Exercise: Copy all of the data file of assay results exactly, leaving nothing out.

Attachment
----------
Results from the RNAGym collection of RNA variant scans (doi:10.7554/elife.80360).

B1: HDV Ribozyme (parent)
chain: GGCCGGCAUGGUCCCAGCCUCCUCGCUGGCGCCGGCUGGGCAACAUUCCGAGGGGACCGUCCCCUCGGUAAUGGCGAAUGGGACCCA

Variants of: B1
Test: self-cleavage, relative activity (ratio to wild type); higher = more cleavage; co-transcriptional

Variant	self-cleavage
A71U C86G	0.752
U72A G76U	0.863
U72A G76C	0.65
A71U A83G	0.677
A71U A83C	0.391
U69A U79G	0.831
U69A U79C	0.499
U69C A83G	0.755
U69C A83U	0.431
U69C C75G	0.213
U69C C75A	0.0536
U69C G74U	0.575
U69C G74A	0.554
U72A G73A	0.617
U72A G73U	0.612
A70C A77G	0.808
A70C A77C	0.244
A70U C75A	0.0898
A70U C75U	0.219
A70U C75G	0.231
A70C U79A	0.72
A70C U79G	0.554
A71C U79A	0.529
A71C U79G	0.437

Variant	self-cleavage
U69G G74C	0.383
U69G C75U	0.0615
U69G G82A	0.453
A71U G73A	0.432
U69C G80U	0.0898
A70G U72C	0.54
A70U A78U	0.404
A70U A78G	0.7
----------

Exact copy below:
Results from the RNAGym collection of RNA variant scans (doi:10.7554/elife.80360).

B1: HDV Ribozyme (parent)
chain: GGCCGGCAUGGUCCCAGCCUCCUCGCUGGCGCCGGCUGGGCAACAUUCCGAGGGGACCGUCCCCUCGGUAAUGGCGAAUGGGACCCA

Variants of: B1
Test: self-cleavage, relative activity (ratio to wild type); higher = more cleavage; co-transcriptional

Variant	self-cleavage
A71U C86G	0.752
U72A G76U	0.863
U72A G76C	0.65
A71U A83G	0.677
A71U A83C	0.391
U69A U79G	0.831
U69A U79C	0.499
U69C A83G	0.755
U69C A83U	0.431
U69C C75G	0.213
U69C C75A	0.0536
U69C G74U	0.575
U69C G74A	0.554
U72A G73A	0.617
U72A G73U	0.612
A70C A77G	0.808
A70C A77C	0.244
A70U C75A	0.0898
A70U C75U	0.219
A70U C75G	0.231
A70C U79A	0.72
A70C U79G	0.554
A71C U79A	0.529
A71C U79G	0.437

Variant	self-cleavage
U69G G74C	0.383
U69G C75U	0.0615
U69G G82A	0.453
A71U G73A	0.432
U69C G80U	0.0898
A70G U72C	0.54
A70U A78U	0.404
A70U A78G	0.7